Staff pose, or Dandasana (“Danda-” meaning staff, “-asana” meaning pose), is an upright seated position that allows for the opening of the hamstrings, while simultaneously strengthening the back muscles. With modifications, it is accessible to complete beginners and people with mobility issues.
1.) Start by sitting upright with your legs together and extended forward. Align your shoulder over the hips. It might be a good idea to slightly tilt your pelvis anteriorly to help the upright position
2.) Draw the shoulders back as you lengthen through your pecs and reach up through the crown of your head
3.) Firm through the thighs, rotate them slightly towards each other and draw them down towards the ground
4.) Press your hands into the floor on either side of the hips for extra support. Flex your ankles, pushing the heels forward and pulling the toes towards you. Hold the pose for about a minute before transitioning into another asana. You may also choose to extend the pose and lengthen your arms to the sky above your head. Breathe here to intensify the pose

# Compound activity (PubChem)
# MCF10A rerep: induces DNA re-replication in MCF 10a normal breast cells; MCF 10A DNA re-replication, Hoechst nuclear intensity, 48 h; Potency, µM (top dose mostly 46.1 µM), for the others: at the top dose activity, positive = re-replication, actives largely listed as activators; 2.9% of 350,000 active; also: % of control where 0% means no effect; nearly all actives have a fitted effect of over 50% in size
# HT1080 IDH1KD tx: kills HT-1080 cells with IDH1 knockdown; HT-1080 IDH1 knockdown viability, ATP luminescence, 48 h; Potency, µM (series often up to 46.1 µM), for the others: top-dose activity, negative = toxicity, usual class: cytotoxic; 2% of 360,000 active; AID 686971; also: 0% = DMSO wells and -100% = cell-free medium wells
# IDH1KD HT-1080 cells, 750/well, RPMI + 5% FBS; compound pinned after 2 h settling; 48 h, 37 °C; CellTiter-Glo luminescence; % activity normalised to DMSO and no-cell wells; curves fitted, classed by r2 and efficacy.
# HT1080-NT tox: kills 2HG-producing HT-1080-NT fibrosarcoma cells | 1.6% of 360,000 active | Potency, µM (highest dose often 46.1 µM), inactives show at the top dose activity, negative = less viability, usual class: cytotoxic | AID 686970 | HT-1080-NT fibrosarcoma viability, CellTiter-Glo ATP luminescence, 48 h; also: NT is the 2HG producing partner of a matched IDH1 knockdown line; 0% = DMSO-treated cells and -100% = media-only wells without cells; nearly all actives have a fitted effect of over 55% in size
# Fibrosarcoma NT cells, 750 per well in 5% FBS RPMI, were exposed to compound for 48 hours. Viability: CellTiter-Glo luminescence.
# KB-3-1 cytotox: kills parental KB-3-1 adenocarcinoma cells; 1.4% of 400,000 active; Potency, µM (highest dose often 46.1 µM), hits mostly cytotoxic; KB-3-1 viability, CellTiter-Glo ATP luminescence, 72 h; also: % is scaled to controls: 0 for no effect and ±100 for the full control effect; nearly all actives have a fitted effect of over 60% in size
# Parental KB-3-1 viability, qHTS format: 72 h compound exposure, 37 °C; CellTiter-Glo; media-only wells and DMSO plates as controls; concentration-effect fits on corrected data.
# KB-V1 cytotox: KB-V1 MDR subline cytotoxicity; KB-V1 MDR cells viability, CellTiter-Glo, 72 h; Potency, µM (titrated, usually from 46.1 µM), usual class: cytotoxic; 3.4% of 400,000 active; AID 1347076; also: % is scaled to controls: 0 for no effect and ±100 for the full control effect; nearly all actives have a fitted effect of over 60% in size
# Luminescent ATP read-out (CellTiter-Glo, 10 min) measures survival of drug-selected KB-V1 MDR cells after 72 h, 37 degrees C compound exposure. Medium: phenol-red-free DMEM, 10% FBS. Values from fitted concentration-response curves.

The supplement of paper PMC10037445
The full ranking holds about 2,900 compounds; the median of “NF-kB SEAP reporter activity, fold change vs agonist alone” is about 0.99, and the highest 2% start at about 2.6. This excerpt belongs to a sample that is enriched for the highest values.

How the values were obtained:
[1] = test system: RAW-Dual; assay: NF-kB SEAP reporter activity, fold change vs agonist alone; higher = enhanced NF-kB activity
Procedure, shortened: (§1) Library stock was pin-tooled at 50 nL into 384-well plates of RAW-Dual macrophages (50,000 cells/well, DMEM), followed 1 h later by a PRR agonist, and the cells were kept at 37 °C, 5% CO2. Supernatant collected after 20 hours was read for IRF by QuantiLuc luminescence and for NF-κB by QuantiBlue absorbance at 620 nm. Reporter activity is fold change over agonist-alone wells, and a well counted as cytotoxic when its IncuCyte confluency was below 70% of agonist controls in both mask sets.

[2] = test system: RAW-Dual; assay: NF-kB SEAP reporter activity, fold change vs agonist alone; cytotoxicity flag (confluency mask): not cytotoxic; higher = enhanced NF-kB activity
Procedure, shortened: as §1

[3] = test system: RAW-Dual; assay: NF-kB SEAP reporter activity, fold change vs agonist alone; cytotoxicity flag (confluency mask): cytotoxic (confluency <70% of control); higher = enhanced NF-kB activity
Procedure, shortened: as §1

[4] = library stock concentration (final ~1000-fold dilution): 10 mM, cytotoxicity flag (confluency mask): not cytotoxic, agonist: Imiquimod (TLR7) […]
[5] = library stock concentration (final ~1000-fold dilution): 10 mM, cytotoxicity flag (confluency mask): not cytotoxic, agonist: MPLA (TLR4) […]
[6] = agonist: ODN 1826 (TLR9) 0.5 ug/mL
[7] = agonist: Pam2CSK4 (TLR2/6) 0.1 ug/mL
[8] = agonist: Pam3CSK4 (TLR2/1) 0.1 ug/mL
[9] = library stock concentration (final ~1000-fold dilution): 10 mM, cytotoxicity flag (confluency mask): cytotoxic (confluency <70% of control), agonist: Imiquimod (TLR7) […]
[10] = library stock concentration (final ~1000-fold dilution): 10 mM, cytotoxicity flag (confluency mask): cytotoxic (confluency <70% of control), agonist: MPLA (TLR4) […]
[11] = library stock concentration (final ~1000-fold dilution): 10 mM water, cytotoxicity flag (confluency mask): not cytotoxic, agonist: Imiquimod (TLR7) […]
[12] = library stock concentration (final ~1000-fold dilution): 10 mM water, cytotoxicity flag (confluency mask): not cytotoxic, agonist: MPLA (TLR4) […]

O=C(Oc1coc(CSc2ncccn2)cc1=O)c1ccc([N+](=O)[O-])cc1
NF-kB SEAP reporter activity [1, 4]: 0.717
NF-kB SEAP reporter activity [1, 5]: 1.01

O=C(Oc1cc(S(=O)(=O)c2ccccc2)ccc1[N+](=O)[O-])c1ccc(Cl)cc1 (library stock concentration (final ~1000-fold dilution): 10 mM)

If you lead a sedentary lifestyle, you are likely relying on the back of your chair to keep you upright. If you are working at a desk, it’s easy to slip into the habit of sloping shoulders forward. These habits have a long term negative effect on your posture, and practising Staff Pose regularly could help counteract these effects as well as instill good habits going forward.
Staff Pose requires simultaneous work of several muscle groups. Being able to engage through back, thighs, necks, shoulders and feet at the same time may take a little while to master but as a result you gain greater control and awareness of your own body.
If you are finding it difficult to sit upright in the perfect 90 degree angle, consider raising your seat. A yoga block, a bolster or even a rolled up blanket would make a huge difference and allow you to stack the shoulders over the hips.
If you would like to deepen the pose and bring the focus to the hip flexors, raise the feet off the ground. Even when feet are positioned a couple of inches higher, the hip flexors would have to work harder to maintain the fold.